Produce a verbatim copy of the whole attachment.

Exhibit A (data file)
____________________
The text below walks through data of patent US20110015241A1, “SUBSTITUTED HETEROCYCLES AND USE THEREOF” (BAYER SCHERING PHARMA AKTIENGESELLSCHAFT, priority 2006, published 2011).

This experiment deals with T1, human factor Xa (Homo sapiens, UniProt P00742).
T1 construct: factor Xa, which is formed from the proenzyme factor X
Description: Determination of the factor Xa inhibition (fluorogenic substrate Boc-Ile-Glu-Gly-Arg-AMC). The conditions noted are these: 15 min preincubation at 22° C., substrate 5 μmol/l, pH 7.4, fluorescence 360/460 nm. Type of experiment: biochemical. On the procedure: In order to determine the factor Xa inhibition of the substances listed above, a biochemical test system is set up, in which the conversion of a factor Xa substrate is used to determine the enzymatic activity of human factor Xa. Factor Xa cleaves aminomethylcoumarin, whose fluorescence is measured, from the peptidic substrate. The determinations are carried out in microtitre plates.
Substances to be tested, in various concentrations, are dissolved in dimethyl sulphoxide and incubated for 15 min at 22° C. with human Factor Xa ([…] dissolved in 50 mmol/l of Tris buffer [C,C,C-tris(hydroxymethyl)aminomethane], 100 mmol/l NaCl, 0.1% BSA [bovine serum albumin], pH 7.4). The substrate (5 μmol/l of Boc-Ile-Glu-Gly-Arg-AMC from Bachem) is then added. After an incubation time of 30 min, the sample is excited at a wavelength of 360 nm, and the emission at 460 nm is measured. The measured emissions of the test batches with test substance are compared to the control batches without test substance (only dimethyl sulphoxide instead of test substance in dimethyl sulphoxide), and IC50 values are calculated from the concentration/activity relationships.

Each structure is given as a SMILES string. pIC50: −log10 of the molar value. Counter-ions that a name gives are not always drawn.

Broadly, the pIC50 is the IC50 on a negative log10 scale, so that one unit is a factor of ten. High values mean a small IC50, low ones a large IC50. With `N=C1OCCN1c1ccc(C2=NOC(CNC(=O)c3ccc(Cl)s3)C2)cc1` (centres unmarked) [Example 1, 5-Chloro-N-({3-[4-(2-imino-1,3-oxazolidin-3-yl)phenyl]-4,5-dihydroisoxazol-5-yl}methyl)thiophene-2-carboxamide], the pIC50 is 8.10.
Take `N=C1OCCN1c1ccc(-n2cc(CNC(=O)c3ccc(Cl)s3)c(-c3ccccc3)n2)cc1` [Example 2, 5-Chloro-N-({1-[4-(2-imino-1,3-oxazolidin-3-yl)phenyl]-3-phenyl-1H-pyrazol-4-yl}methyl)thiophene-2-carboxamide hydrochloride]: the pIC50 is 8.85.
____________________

The text below walks through data of patent US20110015241A1, “SUBSTITUTED HETEROCYCLES AND USE THEREOF” (BAYER SCHERING PHARMA AKTIENGESELLSCHAFT, priority 2006, published 2011).

This experiment deals with T1, human factor Xa (Homo sapiens, UniProt P00742).
T1 construct: factor Xa, which is formed from the proenzyme factor X
Description: Determination of the factor Xa inhibition (fluorogenic substrate Boc-Ile-Glu-Gly-Arg-AMC). The conditions noted are these: 15 min preincubation at 22° C., substrate 5 μmol/l, pH 7.4, fluorescence 360/460 nm. Type of experiment: biochemical. On the procedure: In order to determine the factor Xa inhibition of the substances listed above, a biochemical test system is set up, in which the conversion of a factor Xa substrate is used to determine the enzymatic activity of human factor Xa. Factor Xa cleaves aminomethylcoumarin, whose fluorescence is measured, from the peptidic substrate. The determinations are carried out in microtitre plates.
Substances to be tested, in various concentrations, are dissolved in dimethyl sulphoxide and incubated for 15 min at 22° C. with human Factor Xa ([…] dissolved in 50 mmol/l of Tris buffer [C,C,C-tris(hydroxymethyl)aminomethane], 100 mmol/l NaCl, 0.1% BSA [bovine serum albumin], pH 7.4). The substrate (5 μmol/l of Boc-Ile-Glu-Gly-Arg-AMC from Bachem) is then added. After an incubation time of 30 min, the sample is excited at a wavelength of 360 nm, and the emission at 460 nm is measured. The measured emissions of the test batches with test substance are compared to the control batches without test substance (only dimethyl sulphoxide instead of test substance in dimethyl sulphoxide), and IC50 values are calculated from the concentration/activity relationships.

Each structure is given as a SMILES string. pIC50: −log10 of the molar value. Counter-ions that a name gives are not always drawn.

Broadly, the pIC50 is the IC50 on a negative log10 scale, so that one unit is a factor of ten. High values mean a small IC50, low ones a large IC50. With `N=C1OCCN1c1ccc(C2=NOC(CNC(=O)c3ccc(Cl)s3)C2)cc1` (centres unmarked) [Example 1, 5-Chloro-N-({3-[4-(2-imino-1,3-oxazolidin-3-yl)phenyl]-4,5-dihydroisoxazol-5-yl}methyl)thiophene-2-carboxamide], the pIC50 is 8.10.
Take `N=C1OCCN1c1ccc(-n2cc(CNC(=O)c3ccc(Cl)s3)c(-c3ccccc3)n2)cc1` [Example 2, 5-Chloro-N-({1-[4-(2-imino-1,3-oxazolidin-3-yl)phenyl]-3-phenyl-1H-pyrazol-4-yl}methyl)thiophene-2-carboxamide hydrochloride]: the pIC50 is 8.85.